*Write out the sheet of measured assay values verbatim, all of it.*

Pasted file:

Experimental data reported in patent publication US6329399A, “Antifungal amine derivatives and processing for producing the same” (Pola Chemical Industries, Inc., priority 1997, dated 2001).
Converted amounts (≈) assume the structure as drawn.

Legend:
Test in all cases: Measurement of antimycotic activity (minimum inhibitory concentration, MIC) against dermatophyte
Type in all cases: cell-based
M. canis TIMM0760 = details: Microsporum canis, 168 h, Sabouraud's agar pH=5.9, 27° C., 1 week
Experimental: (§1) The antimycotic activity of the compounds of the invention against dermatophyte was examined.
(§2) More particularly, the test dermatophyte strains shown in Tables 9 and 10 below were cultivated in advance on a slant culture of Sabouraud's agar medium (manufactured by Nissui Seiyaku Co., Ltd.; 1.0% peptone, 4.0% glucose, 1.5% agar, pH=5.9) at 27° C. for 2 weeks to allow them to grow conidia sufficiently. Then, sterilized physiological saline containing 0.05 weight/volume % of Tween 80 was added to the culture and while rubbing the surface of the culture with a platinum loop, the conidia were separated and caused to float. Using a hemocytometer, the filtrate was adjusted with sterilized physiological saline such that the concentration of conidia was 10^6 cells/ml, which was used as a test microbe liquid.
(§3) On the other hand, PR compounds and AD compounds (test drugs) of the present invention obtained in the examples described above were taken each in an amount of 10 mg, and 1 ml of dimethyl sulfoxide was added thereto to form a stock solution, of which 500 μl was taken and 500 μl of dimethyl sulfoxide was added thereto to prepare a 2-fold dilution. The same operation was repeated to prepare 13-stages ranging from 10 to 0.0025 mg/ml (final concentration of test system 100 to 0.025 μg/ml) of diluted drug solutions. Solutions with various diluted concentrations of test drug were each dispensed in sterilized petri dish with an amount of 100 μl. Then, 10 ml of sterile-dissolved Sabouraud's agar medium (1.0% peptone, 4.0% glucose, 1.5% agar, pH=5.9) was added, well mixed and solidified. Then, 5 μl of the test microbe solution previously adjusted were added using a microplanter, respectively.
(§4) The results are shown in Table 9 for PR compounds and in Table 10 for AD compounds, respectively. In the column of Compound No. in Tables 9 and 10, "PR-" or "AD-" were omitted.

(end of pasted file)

Experimental data reported in patent publication US6329399A, “Antifungal amine derivatives and processing for producing the same” (Pola Chemical Industries, Inc., priority 1997, dated 2001).
Converted amounts (≈) assume the structure as drawn.

Legend:
Test in all cases: Measurement of antimycotic activity (minimum inhibitory concentration, MIC) against dermatophyte
Type in all cases: cell-based
M. canis TIMM0760 = details: Microsporum canis, 168 h, Sabouraud's agar pH=5.9, 27° C., 1 week
Experimental: (§1) The antimycotic activity of the compounds of the invention against dermatophyte was examined.
(§2) More particularly, the test dermatophyte strains shown in Tables 9 and 10 below were cultivated in advance on a slant culture of Sabouraud's agar medium (manufactured by Nissui Seiyaku Co., Ltd.; 1.0% peptone, 4.0% glucose, 1.5% agar, pH=5.9) at 27° C. for 2 weeks to allow them to grow conidia sufficiently. Then, sterilized physiological saline containing 0.05 weight/volume % of Tween 80 was added to the culture and while rubbing the surface of the culture with a platinum loop, the conidia were separated and caused to float. Using a hemocytometer, the filtrate was adjusted with sterilized physiological saline such that the concentration of conidia was 10^6 cells/ml, which was used as a test microbe liquid.
(§3) On the other hand, PR compounds and AD compounds (test drugs) of the present invention obtained in the examples described above were taken each in an amount of 10 mg, and 1 ml of dimethyl sulfoxide was added thereto to form a stock solution, of which 500 μl was taken and 500 μl of dimethyl sulfoxide was added thereto to prepare a 2-fold dilution. The same operation was repeated to prepare 13-stages ranging from 10 to 0.0025 mg/ml (final concentration of test system 100 to 0.025 μg/ml) of diluted drug solutions. Solutions with various diluted concentrations of test drug were each dispensed in sterilized petri dish with an amount of 100 μl. Then, 10 ml of sterile-dissolved Sabouraud's agar medium (1.0% peptone, 4.0% glucose, 1.5% agar, pH=5.9) was added, well mixed and solidified. Then, 5 μl of the test microbe solution previously adjusted were added using a microplanter, respectively.
(§4) The results are shown in Table 9 for PR compounds and in Table 10 for AD compounds, respectively. In the column of Compound No. in Tables 9 and 10, "PR-" or "AD-" were omitted.